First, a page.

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RAIN 6/22: Net radio a key component in media, entertainment giants' digital music efforts

Posted on: 06/22/2011

CBS TO EXPAND RADIO.COM AS SONY’S MUSIC UNLIMITED LANDS ON ANDROID

The solidifying digital music strategies from two major corporations, CBS Radio and Sony, include an emphasis on Internet radio.

Streaming radio has been one of the core online offerings from CBS Radio’s Interactive Music Group in the form of Radio.com since July 2010. The site is a one-stop platform to tune in to CBS Radio, AOL Radio, Yahoo! Launchcast and even customizable Last.fm streams.

Now CBS Interactive SVP Fred McIntyre tells Inside Radio that the company’s “comprehensive strategy” for Radio.com — as well as Last.fm and the newly-launched MP3.com — is coming together. It includes an expansion of Radio.com that’s reportedly already in the works. Read more from Inside Radio by subscribing here.

Meanwhile, Sony’s Qriocity brand has expanded its Music Unlimited streaming service beyond Sony devices and onto Android phones with a new app. Internet radio is a key component of the service; for $4 a month, users can stream ad-free customizable radio streams from Music Unlimited. A $10/month plan includes on-demand and cloud music offerings. Evolver.fm has more coverage here.

JACOBS: IN DECIDING RADIO’S DIGITAL FUTURE, LOOK TO WHAT THE CONSUMER WANTS

Addressing questions about the viability of streaming, the webcasting business model and other issues (like the question, “Is Pandora radio?”), Jacobs Media president Fred Jacobs penned a new blog post to “lend some clarity to the conversation.”

“Radio’s ‘problem’ with digital isn’t an argument about technology,” he argues. “It’s a debate about whether the consumer matters.”

Broadcasters must recognize that an increasing number of consumers want to tune in via iPhones and computers, Jacobs writes. “To not provide great radio content on these devices is to simply walk away from listening — and revenue opportunities — and hand over your audience to another source.”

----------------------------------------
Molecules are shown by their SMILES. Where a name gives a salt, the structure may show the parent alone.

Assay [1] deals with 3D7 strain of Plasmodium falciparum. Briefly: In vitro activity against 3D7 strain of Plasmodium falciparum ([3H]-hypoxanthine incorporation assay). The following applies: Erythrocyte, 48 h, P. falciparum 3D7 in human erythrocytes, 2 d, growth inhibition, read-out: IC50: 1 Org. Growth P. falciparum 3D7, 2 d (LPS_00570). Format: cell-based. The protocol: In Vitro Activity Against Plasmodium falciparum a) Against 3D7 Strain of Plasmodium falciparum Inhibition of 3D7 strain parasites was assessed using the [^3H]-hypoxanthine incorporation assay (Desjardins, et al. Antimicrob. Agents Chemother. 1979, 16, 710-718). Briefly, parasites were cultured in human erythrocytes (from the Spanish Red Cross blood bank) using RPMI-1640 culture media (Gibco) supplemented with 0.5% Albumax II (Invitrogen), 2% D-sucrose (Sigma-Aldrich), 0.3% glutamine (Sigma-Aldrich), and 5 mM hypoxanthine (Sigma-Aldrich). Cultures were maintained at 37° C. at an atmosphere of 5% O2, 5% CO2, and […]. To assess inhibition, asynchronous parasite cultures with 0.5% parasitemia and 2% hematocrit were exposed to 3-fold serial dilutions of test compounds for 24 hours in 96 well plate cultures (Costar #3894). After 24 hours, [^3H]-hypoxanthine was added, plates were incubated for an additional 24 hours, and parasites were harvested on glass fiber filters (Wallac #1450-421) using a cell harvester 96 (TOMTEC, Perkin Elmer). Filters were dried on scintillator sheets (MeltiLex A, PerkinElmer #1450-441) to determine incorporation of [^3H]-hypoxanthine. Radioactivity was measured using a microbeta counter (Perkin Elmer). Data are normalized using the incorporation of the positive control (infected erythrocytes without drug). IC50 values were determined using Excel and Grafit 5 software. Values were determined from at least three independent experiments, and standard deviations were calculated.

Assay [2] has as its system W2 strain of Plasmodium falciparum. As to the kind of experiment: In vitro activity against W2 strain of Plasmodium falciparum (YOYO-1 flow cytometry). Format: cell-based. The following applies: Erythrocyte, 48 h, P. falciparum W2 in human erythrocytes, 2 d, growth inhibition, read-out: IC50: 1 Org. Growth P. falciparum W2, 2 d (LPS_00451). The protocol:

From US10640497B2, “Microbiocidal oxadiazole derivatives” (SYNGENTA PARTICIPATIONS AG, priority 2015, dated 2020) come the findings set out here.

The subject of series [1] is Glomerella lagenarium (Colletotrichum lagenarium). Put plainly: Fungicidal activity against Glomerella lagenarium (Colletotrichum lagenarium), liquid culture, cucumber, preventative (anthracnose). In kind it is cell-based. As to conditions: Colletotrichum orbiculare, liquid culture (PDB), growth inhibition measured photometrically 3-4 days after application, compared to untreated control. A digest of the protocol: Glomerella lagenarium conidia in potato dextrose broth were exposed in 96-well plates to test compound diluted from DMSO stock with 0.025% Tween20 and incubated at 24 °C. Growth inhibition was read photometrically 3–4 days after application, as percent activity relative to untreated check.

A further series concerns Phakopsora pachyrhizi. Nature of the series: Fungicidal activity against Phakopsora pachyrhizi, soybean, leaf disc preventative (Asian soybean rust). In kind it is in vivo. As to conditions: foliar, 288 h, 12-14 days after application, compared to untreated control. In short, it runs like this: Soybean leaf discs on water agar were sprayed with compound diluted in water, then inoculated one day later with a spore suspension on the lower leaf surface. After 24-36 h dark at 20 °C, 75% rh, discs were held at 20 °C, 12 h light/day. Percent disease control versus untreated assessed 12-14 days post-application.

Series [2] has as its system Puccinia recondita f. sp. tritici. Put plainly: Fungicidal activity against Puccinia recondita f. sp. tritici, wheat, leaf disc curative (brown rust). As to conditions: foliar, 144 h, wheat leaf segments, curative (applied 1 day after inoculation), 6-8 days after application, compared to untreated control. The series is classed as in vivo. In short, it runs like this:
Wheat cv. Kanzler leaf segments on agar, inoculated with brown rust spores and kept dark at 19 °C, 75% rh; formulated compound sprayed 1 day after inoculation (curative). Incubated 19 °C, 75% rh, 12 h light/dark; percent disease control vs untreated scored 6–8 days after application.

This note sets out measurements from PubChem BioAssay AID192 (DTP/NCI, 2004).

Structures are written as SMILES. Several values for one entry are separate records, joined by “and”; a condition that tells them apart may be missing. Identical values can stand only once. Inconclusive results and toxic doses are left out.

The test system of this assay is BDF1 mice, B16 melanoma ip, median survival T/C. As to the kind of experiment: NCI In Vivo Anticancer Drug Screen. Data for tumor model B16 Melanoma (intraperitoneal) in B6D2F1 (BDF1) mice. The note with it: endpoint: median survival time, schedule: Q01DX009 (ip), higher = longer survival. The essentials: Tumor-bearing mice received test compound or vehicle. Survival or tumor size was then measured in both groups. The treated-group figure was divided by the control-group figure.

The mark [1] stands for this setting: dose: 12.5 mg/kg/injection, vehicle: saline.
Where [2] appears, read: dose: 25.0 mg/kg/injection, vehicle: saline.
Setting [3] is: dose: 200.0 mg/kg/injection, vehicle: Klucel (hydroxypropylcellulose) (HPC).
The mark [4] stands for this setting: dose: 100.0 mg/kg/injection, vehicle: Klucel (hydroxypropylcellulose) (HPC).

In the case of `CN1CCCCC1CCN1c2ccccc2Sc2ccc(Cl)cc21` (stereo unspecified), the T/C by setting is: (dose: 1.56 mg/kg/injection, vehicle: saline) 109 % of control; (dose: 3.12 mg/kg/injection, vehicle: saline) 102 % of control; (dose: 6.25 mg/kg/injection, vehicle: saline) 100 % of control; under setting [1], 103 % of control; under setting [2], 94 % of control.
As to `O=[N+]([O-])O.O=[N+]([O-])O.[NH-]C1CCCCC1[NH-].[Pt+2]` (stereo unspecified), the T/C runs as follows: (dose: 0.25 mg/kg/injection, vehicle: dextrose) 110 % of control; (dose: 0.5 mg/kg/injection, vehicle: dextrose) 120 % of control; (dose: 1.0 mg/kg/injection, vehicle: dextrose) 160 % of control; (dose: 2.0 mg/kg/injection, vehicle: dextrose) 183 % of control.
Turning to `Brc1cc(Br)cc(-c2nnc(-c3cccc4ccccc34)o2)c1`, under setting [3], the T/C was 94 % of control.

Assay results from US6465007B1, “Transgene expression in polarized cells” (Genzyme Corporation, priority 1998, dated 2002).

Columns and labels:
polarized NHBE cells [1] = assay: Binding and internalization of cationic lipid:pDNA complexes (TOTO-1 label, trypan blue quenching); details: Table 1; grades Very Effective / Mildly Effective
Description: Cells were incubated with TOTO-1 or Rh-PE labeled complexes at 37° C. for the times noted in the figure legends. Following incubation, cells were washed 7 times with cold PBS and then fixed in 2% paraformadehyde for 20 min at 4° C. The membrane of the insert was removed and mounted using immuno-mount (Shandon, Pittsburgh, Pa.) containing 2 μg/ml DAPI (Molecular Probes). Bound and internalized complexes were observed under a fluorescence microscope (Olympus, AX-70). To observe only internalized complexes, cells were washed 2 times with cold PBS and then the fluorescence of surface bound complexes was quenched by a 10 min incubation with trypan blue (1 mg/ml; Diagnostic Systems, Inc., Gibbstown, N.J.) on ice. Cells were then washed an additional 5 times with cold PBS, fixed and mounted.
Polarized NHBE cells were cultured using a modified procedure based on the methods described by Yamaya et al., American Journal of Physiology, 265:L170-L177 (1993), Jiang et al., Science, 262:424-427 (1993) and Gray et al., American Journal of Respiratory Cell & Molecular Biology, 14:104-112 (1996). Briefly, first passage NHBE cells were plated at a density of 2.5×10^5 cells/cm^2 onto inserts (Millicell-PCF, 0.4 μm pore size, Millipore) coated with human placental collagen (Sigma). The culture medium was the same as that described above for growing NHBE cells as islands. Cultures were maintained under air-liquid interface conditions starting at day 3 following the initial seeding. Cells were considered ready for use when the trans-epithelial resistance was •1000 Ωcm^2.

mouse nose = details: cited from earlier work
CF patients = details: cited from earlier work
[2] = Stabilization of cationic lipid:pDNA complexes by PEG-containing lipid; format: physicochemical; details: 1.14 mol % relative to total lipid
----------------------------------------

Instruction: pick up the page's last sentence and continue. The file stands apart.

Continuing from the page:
Jacobs reasons that broadcasters have an established advantage over those other sources (Pandora, Slacker and others). “Radio could lead the way toward a multi-platform ‘anywhere anytime’ model leveraged on its great personalities, familiar brands, and local roots – if it stops debating meaningless issues and focuses its strengths and assets on providing its great content to its audience, whenever and wherever they like it.”

You can read Jacobs’ full blog post right here.

RADIO ONE, MARKETRON CREATEURBAN MOBILE AD NETWORK

Broadcast ownership group Radio One announced today it will use Marketron Mobile as its primary solution for mobile community and ad sales in over 50 stations across 15 markets. This partnership will create the nation’s largest and first urban mobile ad network.

Radio One is the nation’s largest broadcaster primarily serving the Urban listeners segment. Marketron Mobile is software company Marketron’s solution for customers “to create programming that encourages audience loyalty and engagement through messaging-based formats such as text-to-win contests, dedications, requests and loyalty programs.”

A Pew study last year (here) found that African-Americans are more likely than whites to use various mobile features, such as web surfing and playing music or sending and receiving text messages.

THE MEDIA DASH ROLLS OUT MARKET-SPECIFIC LOCAL RADIO AD TRADING PLATFORM

Media and ad tech company The Media Dash has launched what it calls a self-serve online platform for the local radio ad market: The Media Dash Local.

The product is designed to be used both by local radio and small and mid-sized local businesses, for both on-air and instream ad spots. It’s branded locally in each market: Radio markets already operating are in New Jersey, Denver, and New Orleans. Two additional markets – Santa Rosa, Calif. and Long Island, N.Y. – are slated to go live in the coming weeks. Read more in a press release here.

PANDORA STREAMS 13k HOURS OF MUSIC IN 60 SECONDS

More than 13,000 hours of music is streamed through Pandora.com in the course of 60 seconds. That’s according to new numbers from Go-Globe.com, which calculated just how much happens on the Internet in the course of a minute.

Additionally, nearly 100,000 tweets are posted on Twitter, 695,000 Facebook statuses are updated, and 168 million emails are sent. Find the full infographic here.



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